Your Weekly Briefing: Tax talk dominated discussion this week, but next week will get busy with public education

After spending last week winding up for a fight over the property tax revenue cap bill, the House ultimately decided to see if the Senate could get their version out of chamber first, and the House postponed their vote on the bill until Monday. HB 2 is one of the marquee bills of the session with the potential to cripple the ability of local governments to provide service.

Meanwhile, on Wednesday, the House speaker, lieutenant governor, and governor released a joint statement proposing raising the sales tax to lower property taxes. The landscape at the Legislature continues to shift daily, but the conversation still is dominated by tax cuts.

While we wish more time was spent on funding our schools and less time on shifting taxes, Tuesday’s House Public Education Committee spent about 11 hours focusing on 25 bills from members of both political parties seeking to increase the transparency and efficiency of charter schools.

The committee heard from administrators, educators, and parents about the lack of parity between public schools with elected school boards and charter schools, which receive more per-pupil funding and have appointed boards that are not accountable to local voters.

The charter industry opposed numerous common-sense bills, even those affecting the health and safety of students entrusted to their care. From opposing the application of the Texas Whistleblower Act to charter employees to opposing bills to stop charters’ ability to discriminate against students with any kind of discipline history (even the most minor of infractions), the charter industry stunned many elected officials with their opposition to even the slightest bit of transparency or oversight. When charter opponents opposed a bill to stop the building of charter schools within one mile of existing schools, it became clear that the goal of the charter school industry is rapid expansion and profit, not providing a quality public education for all children.

Week in Review

The Senate on Tuesday passed its version of the state budget that includes $9 billion in new funding for education and property tax relief. The majority of the educational funding is dedicated to raises for classroom teachers and librarians. Texas AFT continues to fight for raises for all public school employees.

Regrettably, SB 1455 by Sen Taylor was moved out of committee unanimously on Tuesday. SB 1455 would continue to encourage the use of so-called virtual schools. We are hopeful the bill could fall short of the necessary votes to come up before the full Senate.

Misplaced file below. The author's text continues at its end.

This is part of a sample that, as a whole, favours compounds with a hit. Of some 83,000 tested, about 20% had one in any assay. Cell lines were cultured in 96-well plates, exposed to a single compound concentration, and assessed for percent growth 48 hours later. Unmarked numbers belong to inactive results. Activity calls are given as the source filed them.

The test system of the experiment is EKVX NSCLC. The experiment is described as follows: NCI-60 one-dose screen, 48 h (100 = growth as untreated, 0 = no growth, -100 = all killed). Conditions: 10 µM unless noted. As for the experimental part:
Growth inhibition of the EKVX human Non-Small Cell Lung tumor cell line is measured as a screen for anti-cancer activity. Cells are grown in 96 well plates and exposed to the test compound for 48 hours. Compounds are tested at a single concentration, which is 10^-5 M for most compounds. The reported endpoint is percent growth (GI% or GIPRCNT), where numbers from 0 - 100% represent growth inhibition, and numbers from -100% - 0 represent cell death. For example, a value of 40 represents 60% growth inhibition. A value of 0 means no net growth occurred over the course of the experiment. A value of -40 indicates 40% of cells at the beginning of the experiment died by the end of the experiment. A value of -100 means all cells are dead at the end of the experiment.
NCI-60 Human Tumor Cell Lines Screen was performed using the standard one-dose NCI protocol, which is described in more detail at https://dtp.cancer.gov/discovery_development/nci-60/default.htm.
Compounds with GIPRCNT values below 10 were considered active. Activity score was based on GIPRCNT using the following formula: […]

Thursday evening, the Senate advanced two anti-worker bills that would ban cities from passing paid sick leave and any other worker protections. SB 2485 and SB 2487 are only the latest attacks on local control from the state, overturning ordinances passed by voters and city councils across the state.

Texas AFT bills moving:

HB 102 passed the house 99 to 44 on Tuesday. This bill would create a statewide program of mentorship for teachers, helping to grow the skills and effectiveness of new teachers coming into the profession. We look forward to working with the Senate to pass the bill.

SB 37 by Sen Zaffirini was placed on the Senate’s Intent Calendar to likely be heard this week. The measure would prevent student loan repayment issues from preventing a person from receiving or renewing an occupational license.

The Week Ahead
On Tuesday, the House Public Education Committee will convene for another long (or is it average at this point?) meeting covering dozens of bills spanning many issues. Of note, Texas AFT will be fighting HB 429, by Rep. Matt Shaheen, which is an effort to expand the reach of virtual schools through use of vouchers.

There are rumblings that the Senate Education Committee could take up their version of the school finance bill, but their agenda had not been released at press time.

Great Bill of the Week

This week’s great bill of the week is House Bill 1853 by new Rep. Leo Pacheco, who represents the southside of San Antonio. House Bill 1853 would require all charter school teachers to be fully certified, as required of all public school district educators. He explained that Texas is only one of eight states that allows publicly-funded charter schools to employ uncertified people as teachers, much to the surprise of many parents of charter students. Texas AFT appreciates that Rep. Pacheco is ready to fight for the right of all Texas schoolchildren to have a quality teacher and education.